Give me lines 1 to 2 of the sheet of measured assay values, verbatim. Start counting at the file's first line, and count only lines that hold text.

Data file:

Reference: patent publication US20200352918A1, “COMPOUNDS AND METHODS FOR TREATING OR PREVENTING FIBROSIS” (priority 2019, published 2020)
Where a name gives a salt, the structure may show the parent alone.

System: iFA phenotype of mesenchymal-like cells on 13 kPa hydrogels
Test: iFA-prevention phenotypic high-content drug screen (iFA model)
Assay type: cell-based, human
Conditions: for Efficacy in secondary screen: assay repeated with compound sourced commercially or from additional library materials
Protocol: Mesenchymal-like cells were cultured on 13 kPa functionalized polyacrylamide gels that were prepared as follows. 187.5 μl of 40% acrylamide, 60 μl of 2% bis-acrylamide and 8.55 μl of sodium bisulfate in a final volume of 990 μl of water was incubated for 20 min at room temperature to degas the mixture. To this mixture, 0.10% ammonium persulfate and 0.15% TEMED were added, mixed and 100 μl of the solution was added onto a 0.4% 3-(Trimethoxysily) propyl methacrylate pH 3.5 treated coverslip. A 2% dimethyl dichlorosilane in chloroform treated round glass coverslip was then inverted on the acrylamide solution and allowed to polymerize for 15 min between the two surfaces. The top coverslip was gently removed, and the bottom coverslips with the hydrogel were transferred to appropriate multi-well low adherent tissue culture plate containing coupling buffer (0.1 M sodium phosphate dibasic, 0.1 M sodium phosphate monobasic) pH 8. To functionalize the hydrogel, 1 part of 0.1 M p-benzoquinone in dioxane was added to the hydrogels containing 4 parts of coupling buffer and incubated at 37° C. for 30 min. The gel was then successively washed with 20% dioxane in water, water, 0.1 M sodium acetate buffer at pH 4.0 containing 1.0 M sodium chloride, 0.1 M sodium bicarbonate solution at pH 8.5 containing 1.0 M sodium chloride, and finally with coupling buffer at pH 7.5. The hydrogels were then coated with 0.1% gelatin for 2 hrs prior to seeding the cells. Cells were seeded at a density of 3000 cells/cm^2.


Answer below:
Reference: patent publication US20200352918A1, “COMPOUNDS AND METHODS FOR TREATING OR PREVENTING FIBROSIS” (priority 2019, published 2020)
Where a name gives a salt, the structure may show the parent alone.